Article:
Lowestoft RNLI lifeboat called to help a disabled tug towing four giant fenders
The seamanship of a volunteer lifeboat crew was seriously tested when they were called to bring a tug with an engine out of action and towing four giant fenders into harbour.
Lowestoft RNLI relief lifeboat RNLB Cosandra was called into action just before 9.30pm (on September 11th) to go to the aid of the tug that was in difficulty 9 miles East-South-East of the port.
Coxswain John Fox said “we were called to the 28 metre tug which was involved in ‘Ship to Ship’ transfer work – taking giant fenders also called ’Yokohamas’ to oil tankers temporarily moored offshore. The tug was returning to port when one of the lines normally lashed down on deck broke free and became wrapped around one of the ship’s two propellers. This resulted in the tug limping along with just one engine causing difficulty with steering – which was not helped by the giant fenders, two of which were strapped to the starboard side and two being towed from the stern.
We connected our towline and began the slow haul back to the harbour. It was raining, the sea was rolling a bit and we were towing a considerable load but our Shannon-class lifeboat was up to the task. However the biggest test was still to come.
Towing the tug and fenders through the pier heads was going to be a big challenge. There are big tides running across the harbour entrance at the moment and so we took the entry very slowly. The manoeuvrability and response of the water jets propulsion system on the lifeboat enabled us to line the tug up so it could pass between the pier heads. Once into the inner harbour we managed to gently position the tug and fenders onto the ‘hammer head’ quayside between the Waveney and the Hamilton Dock at 1.30am - where the HM Coastguard Rescue Team from Lowestoft were waiting to secure the vessel’s lines.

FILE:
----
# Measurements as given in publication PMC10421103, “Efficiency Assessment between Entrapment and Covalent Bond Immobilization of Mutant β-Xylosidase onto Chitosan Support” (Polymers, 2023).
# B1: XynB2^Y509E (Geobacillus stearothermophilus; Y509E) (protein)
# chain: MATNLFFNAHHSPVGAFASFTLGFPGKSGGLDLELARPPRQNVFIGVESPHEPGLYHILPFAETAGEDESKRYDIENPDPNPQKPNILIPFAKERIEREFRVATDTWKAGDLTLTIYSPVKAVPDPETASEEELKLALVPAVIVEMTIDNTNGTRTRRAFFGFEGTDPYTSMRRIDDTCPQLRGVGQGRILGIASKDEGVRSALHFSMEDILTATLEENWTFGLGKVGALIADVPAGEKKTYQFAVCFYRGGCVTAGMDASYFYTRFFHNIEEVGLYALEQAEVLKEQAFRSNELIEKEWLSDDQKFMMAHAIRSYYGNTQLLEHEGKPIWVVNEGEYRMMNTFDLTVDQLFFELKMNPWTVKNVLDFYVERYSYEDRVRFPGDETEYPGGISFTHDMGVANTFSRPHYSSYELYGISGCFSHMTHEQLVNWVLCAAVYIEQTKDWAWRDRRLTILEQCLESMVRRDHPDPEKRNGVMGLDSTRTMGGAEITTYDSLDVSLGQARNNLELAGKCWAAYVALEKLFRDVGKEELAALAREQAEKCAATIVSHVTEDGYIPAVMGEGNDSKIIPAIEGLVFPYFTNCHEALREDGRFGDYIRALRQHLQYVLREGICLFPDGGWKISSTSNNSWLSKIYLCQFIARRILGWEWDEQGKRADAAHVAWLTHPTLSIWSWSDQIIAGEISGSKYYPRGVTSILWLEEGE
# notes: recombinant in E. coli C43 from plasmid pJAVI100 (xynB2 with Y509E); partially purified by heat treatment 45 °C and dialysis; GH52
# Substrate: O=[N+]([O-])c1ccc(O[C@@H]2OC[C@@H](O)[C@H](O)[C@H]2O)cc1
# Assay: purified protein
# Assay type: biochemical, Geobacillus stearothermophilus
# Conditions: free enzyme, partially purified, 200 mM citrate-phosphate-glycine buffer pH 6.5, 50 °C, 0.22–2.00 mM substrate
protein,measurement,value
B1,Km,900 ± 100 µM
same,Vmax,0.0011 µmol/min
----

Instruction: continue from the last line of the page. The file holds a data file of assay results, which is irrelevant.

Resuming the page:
This has been a busy period for us with this being the third call in as many days - but this was a good test for both the lifeboat and the crew – but both came through it well.”
Key facts about the RNLI
The RNLI charity saves lives at sea. Its volunteers provide a 24-hour search and rescue service around the United Kingdom and Republic of Ireland coasts. The RNLI operates over 238 lifeboat stations in the UK and Ireland and more than 240 lifeguard units on beaches around the UK and Channel Islands. The RNLI is independent of Coastguard and government and depends on voluntary donations and legacies to maintain its rescue service. Since the RNLI was founded in 1824, its lifeboat crews and lifeguards have saved over 142,700 lives.